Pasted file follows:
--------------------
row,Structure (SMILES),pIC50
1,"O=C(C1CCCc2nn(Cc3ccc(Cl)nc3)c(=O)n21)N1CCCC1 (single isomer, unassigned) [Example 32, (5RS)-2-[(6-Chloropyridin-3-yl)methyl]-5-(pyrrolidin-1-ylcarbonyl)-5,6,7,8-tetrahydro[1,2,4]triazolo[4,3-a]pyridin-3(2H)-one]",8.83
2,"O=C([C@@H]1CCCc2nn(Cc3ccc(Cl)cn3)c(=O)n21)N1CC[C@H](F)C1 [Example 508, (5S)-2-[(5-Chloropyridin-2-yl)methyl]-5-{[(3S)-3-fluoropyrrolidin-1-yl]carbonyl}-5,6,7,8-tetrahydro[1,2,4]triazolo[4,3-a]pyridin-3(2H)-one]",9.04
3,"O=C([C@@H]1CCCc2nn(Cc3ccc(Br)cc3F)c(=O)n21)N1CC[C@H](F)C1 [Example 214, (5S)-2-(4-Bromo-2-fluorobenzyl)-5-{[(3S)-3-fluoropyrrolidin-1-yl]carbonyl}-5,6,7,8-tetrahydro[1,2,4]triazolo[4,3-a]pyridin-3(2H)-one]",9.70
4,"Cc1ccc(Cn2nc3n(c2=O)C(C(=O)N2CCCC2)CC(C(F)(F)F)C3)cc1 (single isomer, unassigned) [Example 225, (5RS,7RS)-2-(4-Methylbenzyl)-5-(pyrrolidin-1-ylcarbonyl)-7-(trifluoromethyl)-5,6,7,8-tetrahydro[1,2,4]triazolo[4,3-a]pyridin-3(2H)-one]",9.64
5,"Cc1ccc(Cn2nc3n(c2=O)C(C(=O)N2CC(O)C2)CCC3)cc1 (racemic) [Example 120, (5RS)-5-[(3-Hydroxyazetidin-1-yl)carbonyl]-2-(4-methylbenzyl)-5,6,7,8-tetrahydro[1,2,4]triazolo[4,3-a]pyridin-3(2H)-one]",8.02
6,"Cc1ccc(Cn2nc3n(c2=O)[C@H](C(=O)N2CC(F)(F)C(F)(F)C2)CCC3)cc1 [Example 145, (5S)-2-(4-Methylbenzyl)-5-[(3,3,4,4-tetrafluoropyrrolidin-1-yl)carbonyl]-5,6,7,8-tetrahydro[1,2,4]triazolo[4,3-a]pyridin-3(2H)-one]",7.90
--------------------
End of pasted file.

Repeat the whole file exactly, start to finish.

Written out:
row,Structure (SMILES),pIC50
1,"O=C(C1CCCc2nn(Cc3ccc(Cl)nc3)c(=O)n21)N1CCCC1 (single isomer, unassigned) [Example 32, (5RS)-2-[(6-Chloropyridin-3-yl)methyl]-5-(pyrrolidin-1-ylcarbonyl)-5,6,7,8-tetrahydro[1,2,4]triazolo[4,3-a]pyridin-3(2H)-one]",8.83
2,"O=C([C@@H]1CCCc2nn(Cc3ccc(Cl)cn3)c(=O)n21)N1CC[C@H](F)C1 [Example 508, (5S)-2-[(5-Chloropyridin-2-yl)methyl]-5-{[(3S)-3-fluoropyrrolidin-1-yl]carbonyl}-5,6,7,8-tetrahydro[1,2,4]triazolo[4,3-a]pyridin-3(2H)-one]",9.04
3,"O=C([C@@H]1CCCc2nn(Cc3ccc(Br)cc3F)c(=O)n21)N1CC[C@H](F)C1 [Example 214, (5S)-2-(4-Bromo-2-fluorobenzyl)-5-{[(3S)-3-fluoropyrrolidin-1-yl]carbonyl}-5,6,7,8-tetrahydro[1,2,4]triazolo[4,3-a]pyridin-3(2H)-one]",9.70
4,"Cc1ccc(Cn2nc3n(c2=O)C(C(=O)N2CCCC2)CC(C(F)(F)F)C3)cc1 (single isomer, unassigned) [Example 225, (5RS,7RS)-2-(4-Methylbenzyl)-5-(pyrrolidin-1-ylcarbonyl)-7-(trifluoromethyl)-5,6,7,8-tetrahydro[1,2,4]triazolo[4,3-a]pyridin-3(2H)-one]",9.64
5,"Cc1ccc(Cn2nc3n(c2=O)C(C(=O)N2CC(O)C2)CCC3)cc1 (racemic) [Example 120, (5RS)-5-[(3-Hydroxyazetidin-1-yl)carbonyl]-2-(4-methylbenzyl)-5,6,7,8-tetrahydro[1,2,4]triazolo[4,3-a]pyridin-3(2H)-one]",8.02
6,"Cc1ccc(Cn2nc3n(c2=O)[C@H](C(=O)N2CC(F)(F)C(F)(F)C2)CCC3)cc1 [Example 145, (5S)-2-(4-Methylbenzyl)-5-[(3,3,4,4-tetrafluoropyrrolidin-1-yl)carbonyl]-5,6,7,8-tetrahydro[1,2,4]triazolo[4,3-a]pyridin-3(2H)-one]",7.90